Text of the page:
This year, applications open in September and close on October 7. You’ll be asked to submit your CV and a short cover letter of no more than 300 words. In your cover letter, you’ll be asked to talk about why you want to work in journalism and what you’re passionate about.
Want some advice on how to format your CV and cover letter? You can see some examples of successful journalism CVs here, as well as some guidance from a former national newspaper journalist about what he’s looking for. There is also advice on cover letters here.
Applicants can expect to hear if they’ve been longlisted for the role by the end of October. You’ll then be asked to take part in a short pre-recorded video interview. Typically, this will have just three questions. It’s more about getting to know you than anything else, so don’t worry about having a good camera or tons of journalism experience.
After this, shortlisted candidates will be invited to an assessment day in November. This will include interviews and some activities with other candidates. However, you’ll be given plenty of notice and time to prepare.
Successful applicants will then start their roles at The Telegraph in January 2023.
What Are They Looking For?
Firstly, we should stress that you’re not expected to have any prior journalism experience — but you should be passionate about joining the industry and intrigued at how it all works.
“I had no journalistic experience prior to the apprenticeship,” says Matthews, “but I read a lot of news and loved reading features in magazines, which meant I had a lot to talk about in my interview.”
Before you apply, it’s worth familiarising yourself with The Telegraph’s content. Try to look at a number of different channels and compare how things are presented. For example, as well as reading the paper and scrolling through the website, take the time to follow some of their social channels or listen to some of their podcasts.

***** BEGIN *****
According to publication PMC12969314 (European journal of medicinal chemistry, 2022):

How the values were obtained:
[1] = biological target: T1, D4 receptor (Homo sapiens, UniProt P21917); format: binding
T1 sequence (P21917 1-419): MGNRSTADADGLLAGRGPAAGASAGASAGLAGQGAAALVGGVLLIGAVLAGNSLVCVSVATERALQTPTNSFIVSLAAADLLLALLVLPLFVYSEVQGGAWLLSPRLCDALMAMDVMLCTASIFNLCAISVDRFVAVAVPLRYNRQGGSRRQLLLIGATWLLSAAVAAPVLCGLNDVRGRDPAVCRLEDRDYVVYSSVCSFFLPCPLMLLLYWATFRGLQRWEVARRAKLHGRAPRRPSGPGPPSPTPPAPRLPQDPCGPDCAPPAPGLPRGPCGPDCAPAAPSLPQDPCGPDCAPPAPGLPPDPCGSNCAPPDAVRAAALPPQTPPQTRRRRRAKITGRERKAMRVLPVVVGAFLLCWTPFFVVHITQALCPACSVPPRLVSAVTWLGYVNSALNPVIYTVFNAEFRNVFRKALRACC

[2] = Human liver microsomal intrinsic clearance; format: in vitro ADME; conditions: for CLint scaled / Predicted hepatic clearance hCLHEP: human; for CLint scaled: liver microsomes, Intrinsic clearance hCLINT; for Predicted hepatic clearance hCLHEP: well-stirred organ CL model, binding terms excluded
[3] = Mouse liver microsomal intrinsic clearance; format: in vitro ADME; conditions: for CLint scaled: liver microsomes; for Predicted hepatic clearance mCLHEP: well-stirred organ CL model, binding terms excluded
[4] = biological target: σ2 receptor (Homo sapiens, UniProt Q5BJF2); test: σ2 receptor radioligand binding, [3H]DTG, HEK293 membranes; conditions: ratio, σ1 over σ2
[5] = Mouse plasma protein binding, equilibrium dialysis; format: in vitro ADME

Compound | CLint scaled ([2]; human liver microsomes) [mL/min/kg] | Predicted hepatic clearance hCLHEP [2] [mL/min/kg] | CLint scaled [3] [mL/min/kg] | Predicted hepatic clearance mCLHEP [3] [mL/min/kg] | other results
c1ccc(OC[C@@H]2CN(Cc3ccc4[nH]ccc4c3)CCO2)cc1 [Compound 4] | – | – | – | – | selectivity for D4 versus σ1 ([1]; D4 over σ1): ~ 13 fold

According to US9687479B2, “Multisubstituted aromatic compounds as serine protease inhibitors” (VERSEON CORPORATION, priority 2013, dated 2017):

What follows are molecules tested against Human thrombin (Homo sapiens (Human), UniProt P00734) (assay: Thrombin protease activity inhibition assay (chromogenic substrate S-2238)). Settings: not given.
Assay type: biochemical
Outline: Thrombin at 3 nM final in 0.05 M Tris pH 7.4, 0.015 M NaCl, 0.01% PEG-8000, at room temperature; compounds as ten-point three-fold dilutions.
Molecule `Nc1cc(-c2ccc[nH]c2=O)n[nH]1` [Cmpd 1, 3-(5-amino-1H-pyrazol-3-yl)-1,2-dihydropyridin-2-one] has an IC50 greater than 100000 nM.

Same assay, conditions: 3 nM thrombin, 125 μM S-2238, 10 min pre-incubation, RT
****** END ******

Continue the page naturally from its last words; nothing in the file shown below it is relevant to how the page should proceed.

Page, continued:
It’s also a good idea to take a look at some other news brands to compare differences. Think about what approaches you prefer and any ideas you have about how they could improve their content.
Think About Digital Skills: “Thinking about stories with a digital focus is becoming an increasingly important part of the role for any journalist. What pictures are you going to use? Are there graphics you can commission? And is there any video that you can use to help tell your story? It’s what makes Snapchat so exciting as it’s a visual mobile platform, so we have so much that we can use — and it’s a great opportunity for any young journalist as they will already have so many digital skills.” – Rachel Matthews
“I think being able to demonstrate your understanding of the media world, and come brimming with ideas [would be my advice],” adds Matthews.
Daly also stresses the need to be yourself. “So, in terms of tips,” he tells Journo Resources, “just try and get your passion across and try and get you across. Don’t be afraid to express what you’ve done before and who you are.”
He recalls telling his interviewer about his work as a waiter in the gastropub, including what he’d learnt about wines, as well as answering a question on resolving problems with an anecdote about serving an incorrect steak. He believes these answers helped to showcase his ability to learn, explain in an engaging way, and problem-solve — despite having nothing to do with journalism.
He adds: “Don’t be afraid to mention something that you might not think is [to do with the scheme]. Don’t just say what you think they want to hear. Be truthful to yourself.”
If you are lucky enough to get a place on the scheme, our former apprentices urge new recruits to get stuck in, talk to people across the newsroom, and speak up if they need help.
“You’ve got to not be afraid of failure,” says Daly. He says the newsroom values experimentation, adding “as long as you go in with a plan, if it doesn’t work out, [at least] you’ve tried it.”
He also stresses that everyone will have ups and downs throughout their working lives, especially if you’re relocating or there are things going on in your personal life.
“Just be honest and say ‘Hey, I’m having a rough time’. They’ll help you through it, even if you don’t want to say what’s going on. It’s very, very supportive, but if you’re at a low point, people here will help you.”
Both Matthews and Daly agree you should use the time to speak to as many people across the newsroom as possible — and don’t be afraid to put yourself forward for things.
“Some of the best days I’ve had in my career are from those two years,” concludes Matthews.
This article was supported content and made possible by The Telegraph. It was compiled by Jem Collins.